Fiscal Purgatory

Taxes and Justice

By Luigino Bruni

Published on on 18/03/2010

Once again, we speak again about fiscal reform and the fight against tax evasion, a disease not only of the fiscal system but of all civil life as it undermines the roots of the "social pact" between citizens. Today, in a modern democracy, we should often remember the logic of taxation. Taxes (and levies) have three goals: they serve to redistribute income and wealth from the rich to the poor; they are an instrument to encourage the consumption of meritorious goods (art, education, culture...); and finally they serve to finance public goods, like streets, security or health.

All three of these functions make sense within a society that feels itself linked by a pact, as it has a collective dimension which is greater than a sum of contracts and individual and private actions. Let´s think, for example, of public goods: if they cost 1000 and there are 100 of us paying our taxes, each one of us contributes 10 on average. But if we are 100 citizens and only 50 of these pay their taxes, whoever contributes pays 20, for themselves and for their "wily" co-citizens. That is why the social pact is undermined when tax evasion exceeds a critical threshold. It breaks the trust that keeps people and any political community together.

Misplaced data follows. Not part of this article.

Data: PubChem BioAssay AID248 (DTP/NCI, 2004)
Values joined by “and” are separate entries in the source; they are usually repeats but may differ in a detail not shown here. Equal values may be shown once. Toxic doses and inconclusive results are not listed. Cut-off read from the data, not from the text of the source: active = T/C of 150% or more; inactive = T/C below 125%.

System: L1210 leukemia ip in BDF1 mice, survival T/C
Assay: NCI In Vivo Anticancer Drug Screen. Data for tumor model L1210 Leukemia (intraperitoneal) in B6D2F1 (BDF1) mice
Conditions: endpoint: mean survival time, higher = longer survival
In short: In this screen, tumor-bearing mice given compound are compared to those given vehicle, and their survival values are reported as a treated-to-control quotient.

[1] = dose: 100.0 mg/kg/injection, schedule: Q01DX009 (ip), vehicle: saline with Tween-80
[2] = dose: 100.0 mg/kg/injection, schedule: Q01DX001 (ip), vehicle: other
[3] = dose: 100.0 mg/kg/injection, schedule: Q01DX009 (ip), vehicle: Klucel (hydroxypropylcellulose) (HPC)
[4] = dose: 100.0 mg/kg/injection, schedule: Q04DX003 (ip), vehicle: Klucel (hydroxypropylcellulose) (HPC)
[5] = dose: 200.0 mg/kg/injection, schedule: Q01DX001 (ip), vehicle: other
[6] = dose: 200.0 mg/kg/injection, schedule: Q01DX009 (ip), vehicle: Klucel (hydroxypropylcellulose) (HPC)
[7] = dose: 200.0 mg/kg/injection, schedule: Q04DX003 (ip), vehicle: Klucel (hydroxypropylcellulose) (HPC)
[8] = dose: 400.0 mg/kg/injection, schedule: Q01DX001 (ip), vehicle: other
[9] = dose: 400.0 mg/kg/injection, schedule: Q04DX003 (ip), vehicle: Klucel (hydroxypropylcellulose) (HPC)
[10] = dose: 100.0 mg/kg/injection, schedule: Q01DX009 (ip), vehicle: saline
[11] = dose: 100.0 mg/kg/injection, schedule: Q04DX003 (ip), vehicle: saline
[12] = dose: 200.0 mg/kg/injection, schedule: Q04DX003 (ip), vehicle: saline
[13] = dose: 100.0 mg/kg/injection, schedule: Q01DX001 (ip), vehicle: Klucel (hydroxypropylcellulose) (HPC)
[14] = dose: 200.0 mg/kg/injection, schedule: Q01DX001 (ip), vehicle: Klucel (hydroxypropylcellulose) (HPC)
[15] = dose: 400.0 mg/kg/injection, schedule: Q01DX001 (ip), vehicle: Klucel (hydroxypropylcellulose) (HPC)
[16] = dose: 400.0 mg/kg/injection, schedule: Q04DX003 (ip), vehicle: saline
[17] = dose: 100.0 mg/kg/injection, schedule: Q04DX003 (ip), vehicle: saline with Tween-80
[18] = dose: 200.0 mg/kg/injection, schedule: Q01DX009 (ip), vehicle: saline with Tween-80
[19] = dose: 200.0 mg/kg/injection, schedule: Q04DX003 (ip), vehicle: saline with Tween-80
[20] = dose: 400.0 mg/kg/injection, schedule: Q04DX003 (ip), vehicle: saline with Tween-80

When We talk about the scandal of fiscal paradises - "places" where recycled money often travels, oozing with violence and blood - we should remember that fiscal purgatories also exist. They are where people who, even due to the sly person´s paradise, find themselves under too much unjust and unsustainable fiscal pressure. It´s a purgatory that transforms itself into hell when an entrepreneur that lives legally in sectors of high fiscal evasion is forced to close his business. The fiscal culture changes then over the long run, with the fatiguing art of daily virtuous actions, starting in school. It is not easy to answer a child who asks, "why do fiscal paradises exist?" but we can always wish him that his generation be the first to eliminate this collective shame.

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